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Car reviews - Volkswagen - Jetta - sedan range

Our Opinion

We like
Lower prices, more equipment, cabin updates, 77TDI’s accessibility and economy, 125TDI’s performance, huge boot
Room for improvement
Still expensive for a C-segment sedan, drab styling, ageing cabin architecture, 77TDI manual seems a little under-endowed compared to rival diesel applications

Volkswagen logo13 Nov 2009

THE Volkswagen Jetta’s popularity has always perplexed us a little here at GoAuto, and not because it is in any way a bad car.

We believe its design is the dumpiest of the VW breed the build quality from the Mexico plant had never really seemed to match the standards expected from the brand (though now they’re out of South Africa so things may have improved) and the medium-car positioning irked us majorly because the Jetta should clearly be playing in the small sedan segment.

Priced against the suave Ford Mondeo, Mazda6, Honda Accord Euro, Volvo S40 and even Saab 9-3, the Vee-Dub screamed dubious value – at least to us.

Add the fact that it is based on the rather excellent fifth-generation Golf, and you can understand where we might be coming from.

Or do you? 12,000 sales and almost four years later, the Jetta is firmly established in the Australian medium sedan segment.

But now there’s a new one, with more engine choices and features for significantly less money.

Time for a re-evaluation then.

The problem is, VW hasn’t actually changed anything on the outside except for the alloy wheel design, so its newness doesn’t leap out at you as much as just creeps up quietly.

Inside the spacious cabin, with its superb driving position and great seats, everything seems to be screwed together better than we remembered.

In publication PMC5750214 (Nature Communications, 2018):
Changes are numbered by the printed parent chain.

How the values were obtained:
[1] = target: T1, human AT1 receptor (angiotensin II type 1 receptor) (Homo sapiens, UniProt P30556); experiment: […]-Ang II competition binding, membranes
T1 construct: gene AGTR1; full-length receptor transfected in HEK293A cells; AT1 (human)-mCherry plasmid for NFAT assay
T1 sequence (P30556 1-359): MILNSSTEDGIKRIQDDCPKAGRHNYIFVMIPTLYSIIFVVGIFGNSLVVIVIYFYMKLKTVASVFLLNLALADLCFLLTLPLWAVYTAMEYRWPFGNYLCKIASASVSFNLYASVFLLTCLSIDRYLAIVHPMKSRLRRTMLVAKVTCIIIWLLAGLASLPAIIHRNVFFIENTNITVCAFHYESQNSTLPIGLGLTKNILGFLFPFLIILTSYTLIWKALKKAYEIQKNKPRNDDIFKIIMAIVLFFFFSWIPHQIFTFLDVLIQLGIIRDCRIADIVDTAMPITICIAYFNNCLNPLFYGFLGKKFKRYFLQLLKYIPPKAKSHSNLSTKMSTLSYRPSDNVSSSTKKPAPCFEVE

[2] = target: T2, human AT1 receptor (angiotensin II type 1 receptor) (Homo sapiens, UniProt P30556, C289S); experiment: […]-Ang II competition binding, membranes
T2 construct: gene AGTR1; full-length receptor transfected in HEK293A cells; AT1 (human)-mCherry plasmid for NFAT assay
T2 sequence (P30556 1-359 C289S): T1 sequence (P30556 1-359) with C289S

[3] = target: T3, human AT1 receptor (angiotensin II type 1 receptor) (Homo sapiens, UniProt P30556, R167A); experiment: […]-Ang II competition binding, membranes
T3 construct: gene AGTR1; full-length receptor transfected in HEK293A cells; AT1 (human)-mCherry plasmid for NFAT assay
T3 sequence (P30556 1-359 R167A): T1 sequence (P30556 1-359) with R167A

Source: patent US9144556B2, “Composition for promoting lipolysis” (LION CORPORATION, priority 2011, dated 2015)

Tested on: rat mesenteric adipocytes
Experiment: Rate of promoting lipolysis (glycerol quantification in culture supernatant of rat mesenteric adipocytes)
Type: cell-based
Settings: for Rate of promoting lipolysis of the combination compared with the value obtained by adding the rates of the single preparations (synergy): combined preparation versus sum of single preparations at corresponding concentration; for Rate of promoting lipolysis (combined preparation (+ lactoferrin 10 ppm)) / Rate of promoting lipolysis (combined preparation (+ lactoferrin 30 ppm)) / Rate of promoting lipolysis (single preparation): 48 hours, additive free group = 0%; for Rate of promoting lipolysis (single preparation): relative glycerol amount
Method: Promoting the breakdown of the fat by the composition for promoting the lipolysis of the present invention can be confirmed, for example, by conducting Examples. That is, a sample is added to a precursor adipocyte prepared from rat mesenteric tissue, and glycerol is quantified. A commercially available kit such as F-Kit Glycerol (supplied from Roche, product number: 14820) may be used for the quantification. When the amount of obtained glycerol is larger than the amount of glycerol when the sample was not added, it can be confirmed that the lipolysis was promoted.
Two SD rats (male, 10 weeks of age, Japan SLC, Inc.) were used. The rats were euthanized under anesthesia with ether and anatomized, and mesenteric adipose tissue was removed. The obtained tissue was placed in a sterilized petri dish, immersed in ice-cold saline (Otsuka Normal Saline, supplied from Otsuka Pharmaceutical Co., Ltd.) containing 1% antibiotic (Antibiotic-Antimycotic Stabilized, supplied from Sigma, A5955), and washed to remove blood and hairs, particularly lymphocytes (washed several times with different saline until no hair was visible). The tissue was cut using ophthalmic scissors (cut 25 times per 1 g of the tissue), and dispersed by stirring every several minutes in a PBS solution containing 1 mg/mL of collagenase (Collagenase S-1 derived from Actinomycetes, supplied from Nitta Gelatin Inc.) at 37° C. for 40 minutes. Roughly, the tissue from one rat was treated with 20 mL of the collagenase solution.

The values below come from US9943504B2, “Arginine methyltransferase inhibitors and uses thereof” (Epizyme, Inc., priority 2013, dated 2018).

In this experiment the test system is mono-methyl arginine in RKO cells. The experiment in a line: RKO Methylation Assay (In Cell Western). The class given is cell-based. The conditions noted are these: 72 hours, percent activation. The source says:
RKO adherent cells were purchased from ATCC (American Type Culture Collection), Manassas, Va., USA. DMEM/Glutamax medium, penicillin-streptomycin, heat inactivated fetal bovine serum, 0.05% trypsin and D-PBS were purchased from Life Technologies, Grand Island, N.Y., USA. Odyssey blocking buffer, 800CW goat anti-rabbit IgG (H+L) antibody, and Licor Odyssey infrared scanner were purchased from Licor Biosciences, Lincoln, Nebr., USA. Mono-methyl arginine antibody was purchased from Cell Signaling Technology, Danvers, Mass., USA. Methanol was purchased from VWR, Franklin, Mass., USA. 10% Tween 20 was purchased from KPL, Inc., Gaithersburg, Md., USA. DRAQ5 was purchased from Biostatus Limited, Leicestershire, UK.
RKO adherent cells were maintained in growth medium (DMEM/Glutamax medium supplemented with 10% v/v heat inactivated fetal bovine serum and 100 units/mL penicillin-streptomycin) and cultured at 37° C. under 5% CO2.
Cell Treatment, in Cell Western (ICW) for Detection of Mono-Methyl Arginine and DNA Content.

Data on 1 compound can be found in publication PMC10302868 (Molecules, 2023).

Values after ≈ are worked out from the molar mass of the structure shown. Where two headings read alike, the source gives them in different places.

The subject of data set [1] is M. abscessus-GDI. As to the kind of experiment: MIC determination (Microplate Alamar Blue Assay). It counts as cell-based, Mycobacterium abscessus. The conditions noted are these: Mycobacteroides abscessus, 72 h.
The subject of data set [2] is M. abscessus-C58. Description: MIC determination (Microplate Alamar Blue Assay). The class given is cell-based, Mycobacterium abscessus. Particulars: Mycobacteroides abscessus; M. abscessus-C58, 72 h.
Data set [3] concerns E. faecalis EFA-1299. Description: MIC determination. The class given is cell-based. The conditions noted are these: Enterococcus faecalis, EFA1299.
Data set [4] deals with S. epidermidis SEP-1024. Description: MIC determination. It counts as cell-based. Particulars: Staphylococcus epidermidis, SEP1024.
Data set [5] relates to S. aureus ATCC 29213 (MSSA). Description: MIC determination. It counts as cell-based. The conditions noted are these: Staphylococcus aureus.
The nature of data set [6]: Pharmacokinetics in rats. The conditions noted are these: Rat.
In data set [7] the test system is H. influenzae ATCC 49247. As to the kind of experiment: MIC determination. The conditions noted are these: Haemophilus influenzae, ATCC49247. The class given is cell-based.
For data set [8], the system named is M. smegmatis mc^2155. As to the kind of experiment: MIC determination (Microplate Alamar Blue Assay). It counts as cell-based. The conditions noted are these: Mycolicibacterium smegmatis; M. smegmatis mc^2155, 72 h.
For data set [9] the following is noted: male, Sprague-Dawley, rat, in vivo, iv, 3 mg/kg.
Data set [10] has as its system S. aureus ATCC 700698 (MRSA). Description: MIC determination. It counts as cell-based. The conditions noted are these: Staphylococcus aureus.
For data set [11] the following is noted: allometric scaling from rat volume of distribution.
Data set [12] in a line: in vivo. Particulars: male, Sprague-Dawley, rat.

The centre console controls for the heater and radio, along with the steering wheel and instruments, have been nicked from the latest Mk6 Golf – so that’s progress too.

But the dashboard architecture is beginning to look dated, just like that exterior styling. A new-generation Jetta isn’t too far away (2011), so that’s probably worth keeping in mind.

On the fairly brief rural drive program we drove just one of the two fresh engine variants – the new entry-level Jetta 77TDI featuring the 1.6-litre common-rail turbo-diesel unit as found in the also-new corresponding Golf model.

Unfortunately, no Jetta 77TDI was fitted with the seven-speed dual-clutch DSG transmission for us to sample, so we had to make do with the five-speed manual only gearbox.

And first impressions were strong.

One big plus point is the 77TDI’s sweet and smooth nature, offering plenty of mid-range torque for fast flat-ground driving characteristics. We found ourselves speeding along without even realising it.

The gearshift quality is good the steering is responsive and well weighted the handling and roadholding are predictable and secure and ride comfort rated highly.

But the 77kW 1.6-litre diesel needs to be revved hard for it to step off the line quickly (reflected in its 12 second 0-100km/h sprint-time figure), affecting consumption and emissions levels.

Hills or sudden overtaking manoeuvres also reveal a dearth of low-down torque, meaning that you can be caught out off boost and getting nowhere just when you least need too.

We felt that the DSG would probably have fared better with the 77TDI powerplant, and this was backed up by a quick drive in a Golf 77TDI DSG. But in the latter we still found ourselves putting the pedal to the metal constantly.

The newer-generation Golf’s high-quality cabin presentation also put the Jetta’s to shame, further eroding our opinion of it.

In the end, we came away thinking that the Jetta’s massive boot, compact dimensions and new, cheaper prices are enough to elevate the VW to a place where it’s never been in our estimation, until we realised that a Skoda Octavia can do everything it can, but with more class and pizzazz.

Throw in the fact that the Mazda6, Mondeo, Accord duo, Impreza and a heap of other rival small and medium car rivals have moved on since this era Jetta first arrived in early 2006, and we’re afraid that our initial verdict for the VW stands: there are better buys out there, even at the new, lower price point.

But what do we know? It’ll probably still continue to sell well!

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